As used in this zoning code, unless the context clearly indicates otherwise, certain words and phrases shall mean the following.
   CALIPER. The diameter of a tree trunk measured four and one-half feet above the ground. Also known as DIAMETER AT BREAST HEIGHT (DBH).
   CONIFER. A plant that produces cones such as a plant belonging to the family Coniferae, such as pines, cypresses, junipers and cedars.
   DECIDUOUS. A plant that loses its leaves annually at the end of the growing season.
   DEFENSIBLE SPACE. The area between a structure and a potential oncoming wildfire where the vegetation has been modified to reduce the wildfire threat and which provides an opportunity to effectively defend the structure. This is also known as SURVIVABLE SPACE.
   DRIP LINE. An area around the tree trunk that generally includes the spread of the tree branches. Italso may refer to that area around a structure that is beneath the roof overhang.
   DROUGHT TOLERANT. Non-native species that can survive extended periods of time with little or no water.
   EVERGREEN. A plant that retains its needles or leaves all year long, although losing some of the older leaves regularly throughout the year.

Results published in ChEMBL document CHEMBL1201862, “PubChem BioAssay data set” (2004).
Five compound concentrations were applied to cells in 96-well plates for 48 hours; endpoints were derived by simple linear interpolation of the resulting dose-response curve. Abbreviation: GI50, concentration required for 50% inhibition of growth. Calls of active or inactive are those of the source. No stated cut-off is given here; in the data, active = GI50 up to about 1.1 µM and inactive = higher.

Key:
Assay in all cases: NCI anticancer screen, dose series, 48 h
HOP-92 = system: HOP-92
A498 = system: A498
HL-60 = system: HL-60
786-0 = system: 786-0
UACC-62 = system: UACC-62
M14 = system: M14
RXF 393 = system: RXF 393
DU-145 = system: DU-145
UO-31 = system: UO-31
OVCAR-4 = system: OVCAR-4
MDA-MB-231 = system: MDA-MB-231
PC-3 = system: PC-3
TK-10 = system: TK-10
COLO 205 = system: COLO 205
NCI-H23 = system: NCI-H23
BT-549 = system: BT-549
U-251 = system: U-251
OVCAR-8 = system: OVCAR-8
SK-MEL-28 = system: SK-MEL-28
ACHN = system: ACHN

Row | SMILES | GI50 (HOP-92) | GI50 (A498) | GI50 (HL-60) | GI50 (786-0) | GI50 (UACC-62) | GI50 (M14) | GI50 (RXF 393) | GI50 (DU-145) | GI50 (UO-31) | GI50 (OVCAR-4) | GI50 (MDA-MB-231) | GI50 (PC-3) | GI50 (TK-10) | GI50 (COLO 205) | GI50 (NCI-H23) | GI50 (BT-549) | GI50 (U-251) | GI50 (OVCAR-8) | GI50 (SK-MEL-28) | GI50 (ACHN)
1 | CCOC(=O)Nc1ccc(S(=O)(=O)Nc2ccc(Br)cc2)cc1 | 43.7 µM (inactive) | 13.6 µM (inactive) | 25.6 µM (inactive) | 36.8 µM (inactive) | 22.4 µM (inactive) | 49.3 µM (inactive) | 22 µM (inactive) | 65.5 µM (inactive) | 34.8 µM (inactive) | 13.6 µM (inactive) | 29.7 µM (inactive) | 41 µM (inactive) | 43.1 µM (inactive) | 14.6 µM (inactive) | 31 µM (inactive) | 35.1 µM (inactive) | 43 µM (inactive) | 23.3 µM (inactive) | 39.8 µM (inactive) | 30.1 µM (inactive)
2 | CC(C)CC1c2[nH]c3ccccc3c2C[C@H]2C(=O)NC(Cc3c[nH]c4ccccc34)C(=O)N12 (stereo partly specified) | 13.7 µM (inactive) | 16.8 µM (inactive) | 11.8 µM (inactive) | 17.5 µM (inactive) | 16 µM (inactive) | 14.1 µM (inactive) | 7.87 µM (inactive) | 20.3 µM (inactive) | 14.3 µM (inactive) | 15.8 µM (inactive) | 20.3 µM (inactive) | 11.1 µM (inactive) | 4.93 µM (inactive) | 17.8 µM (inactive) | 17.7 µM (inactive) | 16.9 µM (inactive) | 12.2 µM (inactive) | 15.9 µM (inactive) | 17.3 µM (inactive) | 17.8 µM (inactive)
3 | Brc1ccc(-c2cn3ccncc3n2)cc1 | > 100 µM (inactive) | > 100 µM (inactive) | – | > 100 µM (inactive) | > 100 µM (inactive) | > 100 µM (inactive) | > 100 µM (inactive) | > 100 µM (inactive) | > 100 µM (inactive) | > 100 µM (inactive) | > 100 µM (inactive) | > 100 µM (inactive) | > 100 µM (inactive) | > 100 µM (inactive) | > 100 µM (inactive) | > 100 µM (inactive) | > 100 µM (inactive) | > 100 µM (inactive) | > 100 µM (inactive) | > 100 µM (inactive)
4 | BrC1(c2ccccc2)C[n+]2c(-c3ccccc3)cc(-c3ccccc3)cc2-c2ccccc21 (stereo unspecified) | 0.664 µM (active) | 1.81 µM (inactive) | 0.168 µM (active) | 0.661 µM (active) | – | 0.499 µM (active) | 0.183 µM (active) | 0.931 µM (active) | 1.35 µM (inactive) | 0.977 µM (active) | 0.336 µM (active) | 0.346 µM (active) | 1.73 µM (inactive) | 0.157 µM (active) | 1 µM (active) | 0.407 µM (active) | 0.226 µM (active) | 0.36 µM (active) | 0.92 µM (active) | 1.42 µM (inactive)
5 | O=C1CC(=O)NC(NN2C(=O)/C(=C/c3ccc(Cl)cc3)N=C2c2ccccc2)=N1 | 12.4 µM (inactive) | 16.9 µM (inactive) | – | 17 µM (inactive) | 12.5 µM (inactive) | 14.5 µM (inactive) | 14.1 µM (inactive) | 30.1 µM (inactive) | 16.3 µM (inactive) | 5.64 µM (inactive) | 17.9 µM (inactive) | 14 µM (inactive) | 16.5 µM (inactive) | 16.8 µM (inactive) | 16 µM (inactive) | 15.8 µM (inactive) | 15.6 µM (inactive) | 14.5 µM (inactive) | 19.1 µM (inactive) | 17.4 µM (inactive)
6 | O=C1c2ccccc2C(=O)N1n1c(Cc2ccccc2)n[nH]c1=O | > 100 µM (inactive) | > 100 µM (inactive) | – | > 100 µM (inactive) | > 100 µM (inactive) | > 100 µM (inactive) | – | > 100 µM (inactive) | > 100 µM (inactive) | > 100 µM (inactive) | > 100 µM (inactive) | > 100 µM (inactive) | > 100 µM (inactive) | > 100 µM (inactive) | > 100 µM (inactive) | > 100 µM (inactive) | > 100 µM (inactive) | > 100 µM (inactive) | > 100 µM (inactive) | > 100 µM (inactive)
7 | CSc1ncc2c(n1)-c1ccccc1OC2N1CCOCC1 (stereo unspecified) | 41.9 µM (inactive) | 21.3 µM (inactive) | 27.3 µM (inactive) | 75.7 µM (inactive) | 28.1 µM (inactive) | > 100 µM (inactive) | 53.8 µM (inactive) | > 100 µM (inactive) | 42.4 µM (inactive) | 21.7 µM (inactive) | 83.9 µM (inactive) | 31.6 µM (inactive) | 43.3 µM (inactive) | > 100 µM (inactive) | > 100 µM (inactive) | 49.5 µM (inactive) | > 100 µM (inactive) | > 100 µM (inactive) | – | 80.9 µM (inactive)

GROUND COVER. Low growing plant materials intended to spread over the ground, and which typically grow to a height of two and one-half feet or less. Also, organic or inorganic materials such as bark, crushed rock, cinders or other similar materials typically use in landscaped areas between plantings.
   INVASIVE SPECIES. An alien (non-native) species whose introduction does or is likely to cause economic or environmental harm or harm to human health and which tend to disrupt natural ecosystems by displacing native species.
   LANDSCAPE AREA. The part of the property exclusively set aside for living plant materials and associated non-living ornamental materials such as mulch, fencing, walls or decorative rock.
   NATIVE PLANTS. Plant species occurring naturally and native to a given ecosystem or plant community.
   NOXIOUS WEEDS. Plant species designated as such by the Secretary of Agriculture, Secretary of the Interior or by state law or regulation. Generally, NOXIOUS WEEDS will possess one or more of the characteristics of being aggressive and difficult to manage, parasitic, a carrier or host of serious insects or disease, and being non-native or new to or not common to the United States or parts thereof. NOXIOUS WEED species have extensive and costly impacts on human health, safety, commerce, recreation and general well-being. NOXIOUS WEEDS can adversely affect food production, wilderness values, wildlife habitat, visual quality, forage production, reforestation, recreational opportunities, natural wildfire regimes and land values.
   PLANT UNIT. A method of identifying landscaping requirements. Alternative plant units are set forth in § 18.7.
(Ord. 2012-04, passed 12-5-2012)